Stories Should Sometimes Make Us Uncomfortable

Stories Should Sometimes Make Us Uncomfortable

Shortly after the release of Mad Max; Fury Road, a friend of mine posted a lengthy Facebook diatribe about why she disliked it. The fact that I loved it and she didn’t has never really bothered me (I don’t believe my friends need to have the same opinions I do). But her reasons for disliking the movie have always stuck in my craw.

Her main complaint had to do with the short scene near the beginning of the movie which depicts several overweight women hooked up to milk machines. In fact Immortan Joe (the movie’s villain) sits in the foreground sipping freshly procured milk. He exits this scene a few seconds later in a huff to make sure his prized breeders are still locked in their vault.

Because this scene disgusted my friend, she disliked the entire movie.

It’s supposed to make you cringe

But I can’t help thinking her reaction is exactly what George Miller hoped to achieve when he wrote that scene. You’re not supposed to like this depiction. It’s not supposed to give you a warm, fuzzy feeling. It exists for one purpose; to illustrate Immortan Joe’s character. He’s not a nice man. He’s not supposed to be a paragon of humanity. (At this point in the movie, he has already denied a thirsty population access to clean water.) Immortan Joe doesn’t regard women as people; he regards them as objects. This brief sequence of scenes gives us that insight into his character without anyone having to explicitly state it. It isn’t until much later that Splendid declares to Max, “We are not things.”

This isn’t the only painfully uncomfortable moment in Mad Max: Fury Road either. Later in the movie Splendid’s child is cut from her womb while her life quickly fades. The reason? Good old Immortan Joe wants to know if it was a boy even though the pregnancy isn’t far enough advanced for the child to survive. When the organic mechanic announces that the baby was, in fact, a boy, Joe enacts an absurd ritual to mourn it.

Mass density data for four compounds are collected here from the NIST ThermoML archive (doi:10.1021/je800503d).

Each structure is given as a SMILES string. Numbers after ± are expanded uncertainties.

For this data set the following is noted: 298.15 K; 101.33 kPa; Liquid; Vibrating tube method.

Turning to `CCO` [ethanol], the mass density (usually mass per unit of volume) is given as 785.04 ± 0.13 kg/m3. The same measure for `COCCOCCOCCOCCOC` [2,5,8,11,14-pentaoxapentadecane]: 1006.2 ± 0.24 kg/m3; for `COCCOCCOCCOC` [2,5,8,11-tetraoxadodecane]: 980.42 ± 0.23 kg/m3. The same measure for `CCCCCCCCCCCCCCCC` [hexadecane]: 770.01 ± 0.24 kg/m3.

It’s supposed to make you cringe.

This scene drives home the fact that Immortan Joe, and those who ride with him, regard women as insignificant and unimportant outside of their ability to breed. And I’ve always wondered if he would have been half as upset if the baby had turned out to be a girl.

Discomfort is a powerful tool for fiction

All good stories evoke emotional reactions. No one bats an eye when someone cries over the death of a good character. Nor would anyone look askance to the cheers given over an evil character’s demise. We can only determine which category a character falls into by looking at their actions along the way. That means writers need to show their audience what kind of person their character is. (Remember that old adage; show don’t tell?)

Anger and discomfort are tools writers keep tucked in their belts. They pull them out when they want you to notice or think about something. Not every story can be made of happiness and rainbows. How can we draw attention to the absurdities and inequalities in our society if we aren’t able to depict them in fiction? The fastest way to make someone think about something is to hit a nerve. People never seem to consider that their sense of indignation might have been intentionally crafted.

Scenes like this are not designed to make you cheer. Not every character is meant to be redeemable. Sometimes, uncomfortable truths need to be stared in the eye.

We can’t just write about a sterile version of the world

This is hardly an isolated incident. I’ve read several scathing articles denouncing George R.R. Martin for the depiction of sexual content in Game of Thrones. The biggest offense is the sale of a thirteen year old girl into marriage with a much older man. I get it; it’s gross. But it’s also historically accurate (sorry, but it’s true).

And it’s supposed to be gross. It’s supposed to be cringey. I just started watching the show, but now that I’ve seen the story arc in question, I can’t imagine why anyone thinks it’s supposed to be cool or sexy. (Ew!) Writers don’t write about this sort of thing to glorify it (and if they do, they deserve to be called out for it).

But writers must be allowed to include uncomfortable imagery in their work. You can’t draw attention to the twisted flaws in our society if you’re forced to write about a sterile version of the world. So the next time you see something like this on the big (or small) screen, ask yourself; is this supposed to make me mad? And if so, why do you think that is?

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